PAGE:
As an interface design concept for the modern world, the miniaturisation of technology, together with the rigidity of the body proved to be the most appropriate concept where to merge these ideas: Using the body as a memory palace (also called "the method of loci and imagines") for organising information in a portable device, such as a mobile phone. The users could associate any information or functionality of their portable device to any location on their body, creating meaningful but personal associations for easy recall, and quick access. The user interactoin would simply be to move the device to the desired location where the information would be stored or subsequently, from where to recall it.
As a cognitive model, this approach proved very effective. After having conducted several studies on the breadth of meaningful associations one could have in their body space, as well as recall performance of previously stored personal items, we were certian that the approach would work, should we be able to provide elegant technological solution.
For the hardware requirement, a key feature was that everything would have to be self contained in the portable device itself. The users would not be requried to carry any additional devices to facilitate the tracking, no markers on the body or clothing. Having evaluated the options, we decided to proceed with inertial sensing, equipping the portable device with 3 axial accelerometer, being able to track gestures.
For the software tracking, the inherent limits to the kinds of motions one can do with a single wave of an arm turned out to be very useful in terms of categorising the motions, and creating robust and rapid enough tracking system that could be used to store and retrieve locations on the body space.
To summarise, the mental model for the user was to think of body locations as the storage, whereas the tracking was solely based on relative inertial measurements. This discrepancy, when explained to the users, however, caused no confusion or frustration once understood.
By the time the work took place, inertial sensing was non-existent in handheld devices, yet we correctly predicted that they'd become commonplace in near future. Hence Body Mnemonics has become more of a software question, and perhaps even more interestingly, cultural consideration. Would one begin to use portable devices in public place with gestures? Even if the gesturing would provide true usability improvements to alternatives?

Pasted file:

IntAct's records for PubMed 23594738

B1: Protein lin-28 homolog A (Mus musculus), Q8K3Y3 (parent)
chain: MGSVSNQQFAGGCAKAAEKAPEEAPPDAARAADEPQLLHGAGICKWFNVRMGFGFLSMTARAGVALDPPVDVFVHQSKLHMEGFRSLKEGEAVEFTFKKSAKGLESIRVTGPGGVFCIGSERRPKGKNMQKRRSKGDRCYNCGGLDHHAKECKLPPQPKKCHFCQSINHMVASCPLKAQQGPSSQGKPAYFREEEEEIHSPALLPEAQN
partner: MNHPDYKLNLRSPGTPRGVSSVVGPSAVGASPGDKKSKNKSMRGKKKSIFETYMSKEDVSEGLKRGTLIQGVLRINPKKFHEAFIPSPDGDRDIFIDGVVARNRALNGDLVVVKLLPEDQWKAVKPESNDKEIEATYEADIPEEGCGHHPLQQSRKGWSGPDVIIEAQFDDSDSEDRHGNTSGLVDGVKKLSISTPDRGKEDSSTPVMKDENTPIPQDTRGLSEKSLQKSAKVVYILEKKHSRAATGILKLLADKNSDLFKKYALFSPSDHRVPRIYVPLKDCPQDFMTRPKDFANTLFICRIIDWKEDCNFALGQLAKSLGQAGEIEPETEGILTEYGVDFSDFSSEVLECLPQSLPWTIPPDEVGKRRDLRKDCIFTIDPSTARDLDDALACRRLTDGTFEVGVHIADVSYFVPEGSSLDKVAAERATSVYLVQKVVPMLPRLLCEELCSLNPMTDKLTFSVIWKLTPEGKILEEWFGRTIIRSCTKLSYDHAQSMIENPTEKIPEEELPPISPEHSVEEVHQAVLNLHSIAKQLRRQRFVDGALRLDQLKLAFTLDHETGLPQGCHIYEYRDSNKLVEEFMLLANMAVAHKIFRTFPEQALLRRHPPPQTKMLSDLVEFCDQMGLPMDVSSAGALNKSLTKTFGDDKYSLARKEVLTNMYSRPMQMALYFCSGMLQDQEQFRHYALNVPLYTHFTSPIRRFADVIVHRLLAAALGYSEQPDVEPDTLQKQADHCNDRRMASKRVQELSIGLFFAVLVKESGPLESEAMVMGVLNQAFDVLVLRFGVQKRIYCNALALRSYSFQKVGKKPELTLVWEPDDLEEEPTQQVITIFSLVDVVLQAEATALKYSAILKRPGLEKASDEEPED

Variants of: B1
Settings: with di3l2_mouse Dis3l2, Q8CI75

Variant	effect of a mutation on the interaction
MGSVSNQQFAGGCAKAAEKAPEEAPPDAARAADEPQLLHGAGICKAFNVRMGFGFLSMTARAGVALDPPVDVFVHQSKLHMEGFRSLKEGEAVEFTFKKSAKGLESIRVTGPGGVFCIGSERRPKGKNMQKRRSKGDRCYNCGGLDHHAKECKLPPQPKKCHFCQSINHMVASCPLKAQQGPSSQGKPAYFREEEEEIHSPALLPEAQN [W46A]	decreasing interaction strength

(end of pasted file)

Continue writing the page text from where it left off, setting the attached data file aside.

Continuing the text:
Aichi Expo - BMW engine evolutionary optimisation
Whilst working at ART+COM in Berlin, I had an opportunity to design interfaces for several interactive installations for the German pavillion at the World Expo in Aichi in Japan. One such installation dealt with evolutionary optimisation of the cylinder chassis. The material provided by the client illustrated an animation sequence of gradually lighter, but still equally strong chassis. For the installation, the challege was to create tangible interface to navigate through this data. Having learned from the experience with the Body Scanner installation, combining physical space with digital information, I decided to approach this project the same way. In our initial sketches, a moving display was placed between two glass cubes holding sculptures of the start and the end states of the evolution. the double sided screen would move between these to display the animation. Due to engineering constraints, namely moving the screen perpendicular to its plane, the installation was not realistic to execute this way. The final iteration of the installation used a clever physical property, allowing movement along the display's plane, yet still giving understandable motion from the back side of the first sculpture to the front side of the 2nd. by aligning the displays together with the display in such way that the display would slide sideways between them, the motion along the horizontal axis of the screen was perceived as motion perpendicular to the screen.
The physical space, hence was used to skew the virtual coordinate system to technological constraints.